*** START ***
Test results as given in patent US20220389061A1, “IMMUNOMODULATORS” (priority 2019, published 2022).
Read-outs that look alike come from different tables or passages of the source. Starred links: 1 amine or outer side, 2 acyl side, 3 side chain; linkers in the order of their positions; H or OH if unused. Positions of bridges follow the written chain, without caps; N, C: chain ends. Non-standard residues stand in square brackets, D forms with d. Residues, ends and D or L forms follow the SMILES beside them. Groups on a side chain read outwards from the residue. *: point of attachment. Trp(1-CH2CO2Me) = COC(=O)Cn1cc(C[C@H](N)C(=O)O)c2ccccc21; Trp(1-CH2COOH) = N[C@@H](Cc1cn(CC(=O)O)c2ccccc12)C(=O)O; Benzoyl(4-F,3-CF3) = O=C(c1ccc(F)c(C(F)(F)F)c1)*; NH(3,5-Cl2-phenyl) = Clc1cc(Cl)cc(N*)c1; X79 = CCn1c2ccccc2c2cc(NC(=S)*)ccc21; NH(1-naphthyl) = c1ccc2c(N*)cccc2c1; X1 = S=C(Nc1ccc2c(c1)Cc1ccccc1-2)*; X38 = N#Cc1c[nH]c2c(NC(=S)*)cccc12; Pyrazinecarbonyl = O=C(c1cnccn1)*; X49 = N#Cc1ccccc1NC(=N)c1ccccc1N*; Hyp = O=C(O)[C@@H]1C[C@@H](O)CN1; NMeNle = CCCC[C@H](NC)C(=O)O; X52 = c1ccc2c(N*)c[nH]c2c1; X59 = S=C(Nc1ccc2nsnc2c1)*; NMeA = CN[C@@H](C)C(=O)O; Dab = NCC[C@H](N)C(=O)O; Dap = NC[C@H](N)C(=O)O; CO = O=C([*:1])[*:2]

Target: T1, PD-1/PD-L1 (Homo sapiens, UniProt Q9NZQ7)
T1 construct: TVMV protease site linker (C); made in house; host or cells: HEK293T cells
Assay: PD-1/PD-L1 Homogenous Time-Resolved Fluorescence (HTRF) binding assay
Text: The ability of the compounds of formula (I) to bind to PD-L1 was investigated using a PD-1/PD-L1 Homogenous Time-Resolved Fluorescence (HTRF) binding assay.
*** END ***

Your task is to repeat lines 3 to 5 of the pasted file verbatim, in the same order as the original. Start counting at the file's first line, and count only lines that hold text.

Target: T1, PD-1/PD-L1 (Homo sapiens, UniProt Q9NZQ7)
T1 construct: TVMV protease site linker (C); made in house; host or cells: HEK293T cells
Assay: PD-1/PD-L1 Homogenous Time-Resolved Fluorescence (HTRF) binding assay